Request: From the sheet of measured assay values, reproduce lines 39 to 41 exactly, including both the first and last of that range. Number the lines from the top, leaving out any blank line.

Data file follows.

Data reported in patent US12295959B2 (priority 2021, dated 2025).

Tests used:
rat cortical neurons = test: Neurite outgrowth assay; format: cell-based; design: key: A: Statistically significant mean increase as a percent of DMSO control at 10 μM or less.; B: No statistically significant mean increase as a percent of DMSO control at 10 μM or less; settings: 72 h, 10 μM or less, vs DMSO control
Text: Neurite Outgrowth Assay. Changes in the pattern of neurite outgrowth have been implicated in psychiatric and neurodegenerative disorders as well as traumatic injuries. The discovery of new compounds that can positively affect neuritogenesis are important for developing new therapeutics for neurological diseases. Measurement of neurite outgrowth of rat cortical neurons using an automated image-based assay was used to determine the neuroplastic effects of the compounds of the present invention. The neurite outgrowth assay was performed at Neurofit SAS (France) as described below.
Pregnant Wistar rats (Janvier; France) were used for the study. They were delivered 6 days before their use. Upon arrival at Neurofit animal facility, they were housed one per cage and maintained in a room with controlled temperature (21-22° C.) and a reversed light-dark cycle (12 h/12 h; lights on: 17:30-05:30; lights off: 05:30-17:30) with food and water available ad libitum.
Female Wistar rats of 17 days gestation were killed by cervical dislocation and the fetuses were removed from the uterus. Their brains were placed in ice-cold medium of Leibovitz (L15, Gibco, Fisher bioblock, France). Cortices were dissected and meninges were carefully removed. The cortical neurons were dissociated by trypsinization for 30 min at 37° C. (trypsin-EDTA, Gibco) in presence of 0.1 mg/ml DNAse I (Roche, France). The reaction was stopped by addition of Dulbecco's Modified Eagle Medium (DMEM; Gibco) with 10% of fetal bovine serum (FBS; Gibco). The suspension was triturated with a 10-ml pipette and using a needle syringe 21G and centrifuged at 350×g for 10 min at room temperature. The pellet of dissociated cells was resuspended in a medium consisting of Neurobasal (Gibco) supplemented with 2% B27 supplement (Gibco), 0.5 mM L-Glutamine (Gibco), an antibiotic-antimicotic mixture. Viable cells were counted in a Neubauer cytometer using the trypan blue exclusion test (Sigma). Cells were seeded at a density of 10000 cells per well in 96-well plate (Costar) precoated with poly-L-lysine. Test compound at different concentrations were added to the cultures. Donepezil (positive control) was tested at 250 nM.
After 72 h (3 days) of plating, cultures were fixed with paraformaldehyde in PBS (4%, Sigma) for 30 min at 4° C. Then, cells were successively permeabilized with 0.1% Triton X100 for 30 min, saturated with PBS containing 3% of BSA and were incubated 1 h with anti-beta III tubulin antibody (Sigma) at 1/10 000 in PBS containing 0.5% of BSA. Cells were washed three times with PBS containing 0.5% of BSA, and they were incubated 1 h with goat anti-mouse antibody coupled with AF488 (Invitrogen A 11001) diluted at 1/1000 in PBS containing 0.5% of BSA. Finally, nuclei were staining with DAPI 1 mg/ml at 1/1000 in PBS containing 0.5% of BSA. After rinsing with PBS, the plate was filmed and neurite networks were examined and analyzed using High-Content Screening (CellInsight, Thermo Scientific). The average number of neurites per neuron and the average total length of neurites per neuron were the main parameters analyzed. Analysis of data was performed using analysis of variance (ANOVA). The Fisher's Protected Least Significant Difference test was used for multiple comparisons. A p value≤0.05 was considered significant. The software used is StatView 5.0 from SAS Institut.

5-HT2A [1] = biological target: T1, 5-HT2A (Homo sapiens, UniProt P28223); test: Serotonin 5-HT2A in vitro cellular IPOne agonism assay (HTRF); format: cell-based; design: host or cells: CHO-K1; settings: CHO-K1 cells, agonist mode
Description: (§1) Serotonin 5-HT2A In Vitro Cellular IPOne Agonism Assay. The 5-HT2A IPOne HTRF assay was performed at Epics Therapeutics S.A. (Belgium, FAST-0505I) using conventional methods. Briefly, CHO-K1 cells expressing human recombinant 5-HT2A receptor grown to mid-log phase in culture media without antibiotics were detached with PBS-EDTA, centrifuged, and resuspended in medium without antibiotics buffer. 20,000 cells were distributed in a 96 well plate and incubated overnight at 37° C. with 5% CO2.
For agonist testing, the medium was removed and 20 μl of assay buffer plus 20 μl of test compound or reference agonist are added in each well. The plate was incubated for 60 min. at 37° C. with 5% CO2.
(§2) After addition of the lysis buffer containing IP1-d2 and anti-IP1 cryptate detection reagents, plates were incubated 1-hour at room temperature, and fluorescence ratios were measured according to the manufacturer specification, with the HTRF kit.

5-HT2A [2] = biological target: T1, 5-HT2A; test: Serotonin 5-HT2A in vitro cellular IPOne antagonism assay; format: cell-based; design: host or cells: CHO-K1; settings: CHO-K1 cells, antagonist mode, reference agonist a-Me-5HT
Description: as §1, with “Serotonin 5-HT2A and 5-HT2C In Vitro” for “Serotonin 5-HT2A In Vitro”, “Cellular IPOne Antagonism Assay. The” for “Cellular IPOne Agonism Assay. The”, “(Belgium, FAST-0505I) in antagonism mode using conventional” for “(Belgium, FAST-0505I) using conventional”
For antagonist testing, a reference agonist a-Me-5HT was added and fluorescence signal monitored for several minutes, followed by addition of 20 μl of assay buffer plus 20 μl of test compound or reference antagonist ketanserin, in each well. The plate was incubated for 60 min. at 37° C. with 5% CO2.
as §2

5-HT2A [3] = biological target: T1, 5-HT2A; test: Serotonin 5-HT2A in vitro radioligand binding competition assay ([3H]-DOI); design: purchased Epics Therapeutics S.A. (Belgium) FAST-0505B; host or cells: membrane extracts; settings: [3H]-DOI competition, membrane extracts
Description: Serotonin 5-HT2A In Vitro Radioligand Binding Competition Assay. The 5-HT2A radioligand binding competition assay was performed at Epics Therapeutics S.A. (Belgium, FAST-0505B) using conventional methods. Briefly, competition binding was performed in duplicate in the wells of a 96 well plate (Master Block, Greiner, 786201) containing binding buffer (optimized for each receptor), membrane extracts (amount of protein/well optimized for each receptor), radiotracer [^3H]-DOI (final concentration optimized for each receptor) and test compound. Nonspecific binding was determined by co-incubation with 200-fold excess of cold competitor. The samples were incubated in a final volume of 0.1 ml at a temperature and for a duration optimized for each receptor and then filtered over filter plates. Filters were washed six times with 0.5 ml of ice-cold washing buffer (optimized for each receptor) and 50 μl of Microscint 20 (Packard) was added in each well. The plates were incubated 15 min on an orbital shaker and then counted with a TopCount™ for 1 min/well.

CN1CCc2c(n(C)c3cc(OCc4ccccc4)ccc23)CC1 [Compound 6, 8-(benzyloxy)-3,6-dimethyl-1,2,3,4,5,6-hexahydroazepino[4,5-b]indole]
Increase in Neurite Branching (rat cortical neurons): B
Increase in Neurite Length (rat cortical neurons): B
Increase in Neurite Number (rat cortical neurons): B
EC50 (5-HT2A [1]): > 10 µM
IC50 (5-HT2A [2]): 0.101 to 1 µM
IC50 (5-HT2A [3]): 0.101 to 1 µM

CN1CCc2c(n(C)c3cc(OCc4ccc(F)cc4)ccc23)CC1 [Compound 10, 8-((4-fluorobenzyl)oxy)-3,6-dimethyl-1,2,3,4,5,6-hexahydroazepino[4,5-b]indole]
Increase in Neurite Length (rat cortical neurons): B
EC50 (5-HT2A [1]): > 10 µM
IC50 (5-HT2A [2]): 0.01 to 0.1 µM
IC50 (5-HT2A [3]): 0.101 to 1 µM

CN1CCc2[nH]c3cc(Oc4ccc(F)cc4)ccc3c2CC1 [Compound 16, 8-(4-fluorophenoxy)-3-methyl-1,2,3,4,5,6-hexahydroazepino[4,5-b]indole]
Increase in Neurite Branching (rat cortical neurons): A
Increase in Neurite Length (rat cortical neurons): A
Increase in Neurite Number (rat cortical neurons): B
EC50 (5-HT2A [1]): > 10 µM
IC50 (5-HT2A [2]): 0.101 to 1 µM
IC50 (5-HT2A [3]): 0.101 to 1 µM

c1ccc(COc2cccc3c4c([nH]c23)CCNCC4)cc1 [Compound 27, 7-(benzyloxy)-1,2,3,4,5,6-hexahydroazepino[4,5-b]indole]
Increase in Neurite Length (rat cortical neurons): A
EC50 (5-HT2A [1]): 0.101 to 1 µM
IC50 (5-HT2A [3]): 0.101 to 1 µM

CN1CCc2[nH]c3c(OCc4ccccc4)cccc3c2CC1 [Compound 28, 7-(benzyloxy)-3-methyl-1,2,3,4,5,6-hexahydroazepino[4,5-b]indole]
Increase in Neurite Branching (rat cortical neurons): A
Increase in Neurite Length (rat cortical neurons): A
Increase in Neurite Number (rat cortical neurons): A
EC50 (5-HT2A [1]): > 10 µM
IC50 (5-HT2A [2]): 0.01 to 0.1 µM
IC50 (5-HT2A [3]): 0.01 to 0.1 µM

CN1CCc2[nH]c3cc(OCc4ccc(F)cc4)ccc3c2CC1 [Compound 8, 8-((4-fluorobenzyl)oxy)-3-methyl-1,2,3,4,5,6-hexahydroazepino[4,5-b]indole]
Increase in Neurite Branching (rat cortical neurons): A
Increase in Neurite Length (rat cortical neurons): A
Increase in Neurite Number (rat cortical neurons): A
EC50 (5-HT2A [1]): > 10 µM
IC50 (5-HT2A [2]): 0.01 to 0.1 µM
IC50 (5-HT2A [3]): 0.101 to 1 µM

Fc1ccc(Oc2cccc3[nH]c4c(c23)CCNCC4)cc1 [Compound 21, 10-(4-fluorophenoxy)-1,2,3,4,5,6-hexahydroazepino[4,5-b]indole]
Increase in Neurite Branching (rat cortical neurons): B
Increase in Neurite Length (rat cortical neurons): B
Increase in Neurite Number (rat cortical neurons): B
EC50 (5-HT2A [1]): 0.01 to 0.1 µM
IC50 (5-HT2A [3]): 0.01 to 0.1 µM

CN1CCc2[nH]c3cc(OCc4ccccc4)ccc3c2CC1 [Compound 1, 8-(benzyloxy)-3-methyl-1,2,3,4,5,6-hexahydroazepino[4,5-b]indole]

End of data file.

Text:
EC50 (5-HT2A [1]): 0.101 to 1 µM
IC50 (5-HT2A [3]): 0.101 to 1 µM

CN1CCc2[nH]c3c(OCc4ccccc4)cccc3c2CC1 [Compound 28, 7-(benzyloxy)-3-methyl-1,2,3,4,5,6-hexahydroazepino[4,5-b]indole]